are 20 or 25 feet tall, then I need to use a chainsaw to section many
of the trees that I fell.
Frequent thinning not only makes the job easier, but it helps
the trees maintain a high average-diameter growth rate. If the
crowns are close to touching, it is time for the next entry. Timing
Is Intensive Forest Management Worth Doing?
Trees can grow at impressive rates. I’ve seen white pines put on one
inch in diameter over a year. One of the white ash boards in the top
of my dining-room table has four rings per inch, indicating that
it came from a tree growing half-an-inch in diameter every year.
While these growth rates are exceptional, careful management with
frequent releases of the best trees can result in far faster growth
than occurs in a more crowded forest.
Is it worth doing this intensive management versus doing
hunter-gatherer forestry? You’ll have to consider the finances. The
release of young trees described above, likely done a few times
before trees reach merchantable size, is a lot of work. For landowners paying to have this work done, the costs per acre can be
significant. Projecting the value of this money into the future and
looking at the financial returns gives an idea of whether the investment is worthwhile. Many assumptions are needed to make such
computations, including likely growth rates and the future value of
logs. Research by Dr. Bob Seymour at the University of Maine into
intensively growing white pine suggests that reasonable returns on
investment are indeed quite plausible. Since ownership tenure is
generally shorter than a crop tree’s life, the increased value of land
with quality trees growing on it may be a consideration.
But money is not the only factor. If one views the forest resource
as infinite, then hunter-gatherer forestry makes lots of sense: when
the desirable trees in one area are used up, simply move to another.
Indeed, this has been the history of timber harvesting in our country, with the loggers and mills moving westward as forestland was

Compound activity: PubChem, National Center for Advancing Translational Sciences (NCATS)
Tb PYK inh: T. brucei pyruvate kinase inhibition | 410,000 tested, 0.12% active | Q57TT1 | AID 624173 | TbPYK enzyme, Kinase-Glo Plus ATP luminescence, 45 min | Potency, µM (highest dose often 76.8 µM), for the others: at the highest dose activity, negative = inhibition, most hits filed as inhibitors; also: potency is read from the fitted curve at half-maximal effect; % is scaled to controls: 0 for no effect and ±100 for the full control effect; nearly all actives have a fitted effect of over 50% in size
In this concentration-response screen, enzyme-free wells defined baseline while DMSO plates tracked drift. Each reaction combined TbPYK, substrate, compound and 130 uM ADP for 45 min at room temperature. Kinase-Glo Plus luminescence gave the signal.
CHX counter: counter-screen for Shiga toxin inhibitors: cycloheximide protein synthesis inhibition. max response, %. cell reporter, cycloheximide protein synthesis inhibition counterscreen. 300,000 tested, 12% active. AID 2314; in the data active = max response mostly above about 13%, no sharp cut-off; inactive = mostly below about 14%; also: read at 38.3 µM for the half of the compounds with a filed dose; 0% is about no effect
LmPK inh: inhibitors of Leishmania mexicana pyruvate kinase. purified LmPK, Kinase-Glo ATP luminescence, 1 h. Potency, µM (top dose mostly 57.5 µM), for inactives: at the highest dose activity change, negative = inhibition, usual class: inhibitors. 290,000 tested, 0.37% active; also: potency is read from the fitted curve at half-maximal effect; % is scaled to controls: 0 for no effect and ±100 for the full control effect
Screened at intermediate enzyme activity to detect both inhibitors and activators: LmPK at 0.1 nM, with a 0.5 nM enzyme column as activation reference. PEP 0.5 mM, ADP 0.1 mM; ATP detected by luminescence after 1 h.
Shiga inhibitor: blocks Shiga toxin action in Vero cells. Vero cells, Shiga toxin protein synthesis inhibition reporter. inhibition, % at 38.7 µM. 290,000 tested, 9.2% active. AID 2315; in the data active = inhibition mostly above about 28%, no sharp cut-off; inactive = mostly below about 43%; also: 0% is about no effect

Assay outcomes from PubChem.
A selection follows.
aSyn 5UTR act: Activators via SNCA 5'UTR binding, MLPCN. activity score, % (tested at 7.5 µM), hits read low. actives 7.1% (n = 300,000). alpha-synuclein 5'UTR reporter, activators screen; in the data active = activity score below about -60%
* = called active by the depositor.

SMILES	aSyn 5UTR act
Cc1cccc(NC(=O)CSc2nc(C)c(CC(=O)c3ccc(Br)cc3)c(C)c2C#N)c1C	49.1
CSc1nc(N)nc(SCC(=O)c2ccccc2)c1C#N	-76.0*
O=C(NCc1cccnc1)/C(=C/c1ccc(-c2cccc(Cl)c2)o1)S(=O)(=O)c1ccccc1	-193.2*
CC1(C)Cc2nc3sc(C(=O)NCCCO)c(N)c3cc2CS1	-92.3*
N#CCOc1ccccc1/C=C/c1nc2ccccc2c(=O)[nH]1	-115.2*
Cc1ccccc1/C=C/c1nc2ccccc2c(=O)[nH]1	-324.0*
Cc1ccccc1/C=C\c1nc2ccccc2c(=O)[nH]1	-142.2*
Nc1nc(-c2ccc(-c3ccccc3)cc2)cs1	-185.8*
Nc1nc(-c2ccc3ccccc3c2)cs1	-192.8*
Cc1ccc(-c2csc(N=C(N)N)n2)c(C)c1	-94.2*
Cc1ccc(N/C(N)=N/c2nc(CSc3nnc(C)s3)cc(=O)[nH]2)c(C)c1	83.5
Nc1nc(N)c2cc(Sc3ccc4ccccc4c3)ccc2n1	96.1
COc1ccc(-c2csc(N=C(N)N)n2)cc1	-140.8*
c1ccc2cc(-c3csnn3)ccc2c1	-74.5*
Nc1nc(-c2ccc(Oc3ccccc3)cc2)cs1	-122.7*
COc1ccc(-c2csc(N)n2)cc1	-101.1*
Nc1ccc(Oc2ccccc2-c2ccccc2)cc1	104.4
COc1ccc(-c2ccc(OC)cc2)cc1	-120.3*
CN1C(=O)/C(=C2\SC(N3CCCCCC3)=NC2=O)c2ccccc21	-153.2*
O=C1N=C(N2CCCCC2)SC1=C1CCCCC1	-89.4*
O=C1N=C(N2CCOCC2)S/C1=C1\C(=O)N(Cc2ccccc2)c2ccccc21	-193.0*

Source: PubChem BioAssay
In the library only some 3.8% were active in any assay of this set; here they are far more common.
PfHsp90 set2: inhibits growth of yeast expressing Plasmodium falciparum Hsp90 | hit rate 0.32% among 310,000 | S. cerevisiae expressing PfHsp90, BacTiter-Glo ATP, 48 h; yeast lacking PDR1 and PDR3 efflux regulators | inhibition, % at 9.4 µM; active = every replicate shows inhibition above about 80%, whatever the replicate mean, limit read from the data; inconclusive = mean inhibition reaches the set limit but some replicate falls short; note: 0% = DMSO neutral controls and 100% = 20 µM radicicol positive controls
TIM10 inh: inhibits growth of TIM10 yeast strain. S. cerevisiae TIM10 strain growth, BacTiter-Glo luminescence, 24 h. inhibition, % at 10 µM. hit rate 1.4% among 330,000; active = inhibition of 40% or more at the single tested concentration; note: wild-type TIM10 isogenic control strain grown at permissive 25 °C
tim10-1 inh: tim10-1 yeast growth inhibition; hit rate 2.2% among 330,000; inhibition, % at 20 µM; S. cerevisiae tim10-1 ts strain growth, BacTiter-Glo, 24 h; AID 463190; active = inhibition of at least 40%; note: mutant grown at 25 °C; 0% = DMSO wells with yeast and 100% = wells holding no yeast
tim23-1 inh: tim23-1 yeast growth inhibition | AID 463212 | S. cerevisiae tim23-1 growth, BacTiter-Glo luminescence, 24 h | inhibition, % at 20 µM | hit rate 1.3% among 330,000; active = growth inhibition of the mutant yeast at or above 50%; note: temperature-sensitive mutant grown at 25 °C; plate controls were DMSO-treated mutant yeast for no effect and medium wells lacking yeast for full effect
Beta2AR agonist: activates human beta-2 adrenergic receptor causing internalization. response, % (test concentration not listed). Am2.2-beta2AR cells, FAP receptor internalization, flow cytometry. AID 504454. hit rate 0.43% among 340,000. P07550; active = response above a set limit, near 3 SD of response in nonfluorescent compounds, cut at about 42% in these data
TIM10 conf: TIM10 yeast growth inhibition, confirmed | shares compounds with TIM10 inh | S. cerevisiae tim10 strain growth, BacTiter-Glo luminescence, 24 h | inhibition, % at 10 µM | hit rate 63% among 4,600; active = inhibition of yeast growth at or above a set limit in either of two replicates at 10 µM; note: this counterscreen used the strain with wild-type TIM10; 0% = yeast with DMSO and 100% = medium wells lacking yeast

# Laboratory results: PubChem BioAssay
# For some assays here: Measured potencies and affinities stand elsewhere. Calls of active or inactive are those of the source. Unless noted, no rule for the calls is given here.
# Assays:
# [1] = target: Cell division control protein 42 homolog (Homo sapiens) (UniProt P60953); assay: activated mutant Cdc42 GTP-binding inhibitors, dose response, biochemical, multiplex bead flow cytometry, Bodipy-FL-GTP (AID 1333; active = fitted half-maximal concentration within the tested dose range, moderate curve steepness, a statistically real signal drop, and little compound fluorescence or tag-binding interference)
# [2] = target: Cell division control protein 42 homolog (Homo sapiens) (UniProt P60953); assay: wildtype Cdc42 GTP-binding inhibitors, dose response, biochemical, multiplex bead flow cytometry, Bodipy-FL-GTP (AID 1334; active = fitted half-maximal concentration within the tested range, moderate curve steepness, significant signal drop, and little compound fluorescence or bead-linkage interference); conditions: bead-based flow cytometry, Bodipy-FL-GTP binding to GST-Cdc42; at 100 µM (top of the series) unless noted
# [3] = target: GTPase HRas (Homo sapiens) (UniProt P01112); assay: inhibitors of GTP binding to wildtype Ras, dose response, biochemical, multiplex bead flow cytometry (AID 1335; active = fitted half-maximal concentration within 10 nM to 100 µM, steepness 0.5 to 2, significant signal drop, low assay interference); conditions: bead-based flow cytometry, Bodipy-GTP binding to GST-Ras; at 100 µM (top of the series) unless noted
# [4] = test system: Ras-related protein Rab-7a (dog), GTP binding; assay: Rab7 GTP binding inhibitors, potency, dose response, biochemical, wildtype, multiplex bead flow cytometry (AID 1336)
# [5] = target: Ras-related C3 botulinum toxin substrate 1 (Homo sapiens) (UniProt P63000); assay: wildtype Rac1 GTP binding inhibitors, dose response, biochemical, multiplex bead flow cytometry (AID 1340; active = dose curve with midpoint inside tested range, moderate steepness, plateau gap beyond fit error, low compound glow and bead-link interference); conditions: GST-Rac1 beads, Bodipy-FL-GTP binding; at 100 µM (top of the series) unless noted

cut over. We now know that the forest resource is far from infinite,
and that the volume and quality of forest products (everything from
wood to clean water and air to wildlife to recreational opportunities) depends in large part on how we manage the forests. While
each landowner’s actions are tiny in view of the whole resource,
collectively we determine how well a larger forest is managed.
I gain immense satisfaction from watching the changes that
result from my management activities. Knee-high seedlings tower
over me in 10 years. Sawlog-sized trees grow noticeably in a similar
time frame. The snowshoe hare population increases as young trees
become more common. Bird diversity has increased dramatically.
These are among the rewards that I reap from intensively managing
my woodlot; it doesn’t matter that I won’t live long enough to see
today’s seedlings become forest giants.
I pursue intensive forest management on my woodlot for all these
reasons. I’ve learned from experience that it is not worth it to grow
trees slowly – it takes too long, and they are too likely to succumb
or produce low-quality logs. In refining these techniques, I’ve been
amazed at how quickly trees can grow, and I enjoy the work and challenges of helping them reach their potential.
Clockwise from top left:
A dog-hair stand of suppressed white pine seedlings.
The author with a released white pine, pointing out a year’s growth in height.
A ten-year-old, five-inch tree.